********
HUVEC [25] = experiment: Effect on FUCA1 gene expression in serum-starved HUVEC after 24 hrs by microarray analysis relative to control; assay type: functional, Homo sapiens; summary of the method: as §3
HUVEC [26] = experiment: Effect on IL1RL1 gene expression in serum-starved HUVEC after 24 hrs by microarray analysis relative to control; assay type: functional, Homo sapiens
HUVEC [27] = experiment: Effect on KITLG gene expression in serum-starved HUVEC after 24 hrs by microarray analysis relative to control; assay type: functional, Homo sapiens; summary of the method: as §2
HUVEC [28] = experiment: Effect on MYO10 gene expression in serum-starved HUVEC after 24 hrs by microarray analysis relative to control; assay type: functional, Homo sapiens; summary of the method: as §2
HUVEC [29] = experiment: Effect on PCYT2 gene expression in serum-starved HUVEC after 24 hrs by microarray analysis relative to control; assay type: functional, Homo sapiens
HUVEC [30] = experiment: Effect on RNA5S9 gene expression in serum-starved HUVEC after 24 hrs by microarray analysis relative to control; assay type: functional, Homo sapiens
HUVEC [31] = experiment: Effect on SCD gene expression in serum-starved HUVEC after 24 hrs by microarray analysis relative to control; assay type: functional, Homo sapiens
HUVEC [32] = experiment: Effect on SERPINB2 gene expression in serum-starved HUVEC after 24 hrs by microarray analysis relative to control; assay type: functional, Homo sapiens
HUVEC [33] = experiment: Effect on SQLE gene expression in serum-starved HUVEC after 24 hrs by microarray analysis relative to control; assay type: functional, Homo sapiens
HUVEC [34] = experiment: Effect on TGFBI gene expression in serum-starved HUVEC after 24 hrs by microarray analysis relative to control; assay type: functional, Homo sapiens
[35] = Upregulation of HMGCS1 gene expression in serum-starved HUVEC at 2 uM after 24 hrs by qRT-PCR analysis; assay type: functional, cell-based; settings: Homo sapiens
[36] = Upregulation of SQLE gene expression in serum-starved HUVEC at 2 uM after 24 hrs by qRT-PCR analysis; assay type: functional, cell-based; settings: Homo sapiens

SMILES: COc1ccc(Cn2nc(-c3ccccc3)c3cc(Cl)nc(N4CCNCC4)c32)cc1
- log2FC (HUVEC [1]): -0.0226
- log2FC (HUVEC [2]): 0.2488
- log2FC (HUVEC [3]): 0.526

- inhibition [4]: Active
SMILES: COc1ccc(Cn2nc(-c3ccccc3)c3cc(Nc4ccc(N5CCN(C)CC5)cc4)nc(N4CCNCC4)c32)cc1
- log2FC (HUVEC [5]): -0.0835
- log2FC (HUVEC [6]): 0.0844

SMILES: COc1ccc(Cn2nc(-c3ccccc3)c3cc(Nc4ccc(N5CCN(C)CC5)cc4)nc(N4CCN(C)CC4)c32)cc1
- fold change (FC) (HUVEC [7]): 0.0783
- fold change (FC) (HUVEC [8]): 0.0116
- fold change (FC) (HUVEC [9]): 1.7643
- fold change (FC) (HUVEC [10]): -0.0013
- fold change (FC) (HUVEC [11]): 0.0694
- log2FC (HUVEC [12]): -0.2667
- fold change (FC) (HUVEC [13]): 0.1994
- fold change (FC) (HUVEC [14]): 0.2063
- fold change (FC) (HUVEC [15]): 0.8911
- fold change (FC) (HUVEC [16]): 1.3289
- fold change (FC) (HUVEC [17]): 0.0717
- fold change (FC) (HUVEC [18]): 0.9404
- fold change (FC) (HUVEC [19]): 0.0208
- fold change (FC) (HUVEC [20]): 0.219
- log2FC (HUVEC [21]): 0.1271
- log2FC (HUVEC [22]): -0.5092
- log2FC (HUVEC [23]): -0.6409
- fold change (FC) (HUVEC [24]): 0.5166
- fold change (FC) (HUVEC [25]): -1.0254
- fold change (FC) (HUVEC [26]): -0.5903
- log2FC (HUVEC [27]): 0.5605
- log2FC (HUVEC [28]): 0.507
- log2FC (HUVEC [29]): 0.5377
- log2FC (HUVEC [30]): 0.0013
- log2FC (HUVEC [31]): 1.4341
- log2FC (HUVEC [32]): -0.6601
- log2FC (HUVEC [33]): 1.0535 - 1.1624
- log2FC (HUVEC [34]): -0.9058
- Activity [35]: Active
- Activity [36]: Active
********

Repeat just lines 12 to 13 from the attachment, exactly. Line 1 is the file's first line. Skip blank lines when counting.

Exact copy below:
[36] = Upregulation of SQLE gene expression in serum-starved HUVEC at 2 uM after 24 hrs by qRT-PCR analysis; assay type: functional, cell-based; settings: Homo sapiens

SMILES: COc1ccc(Cn2nc(-c3ccccc3)c3cc(Cl)nc(N4CCNCC4)c32)cc1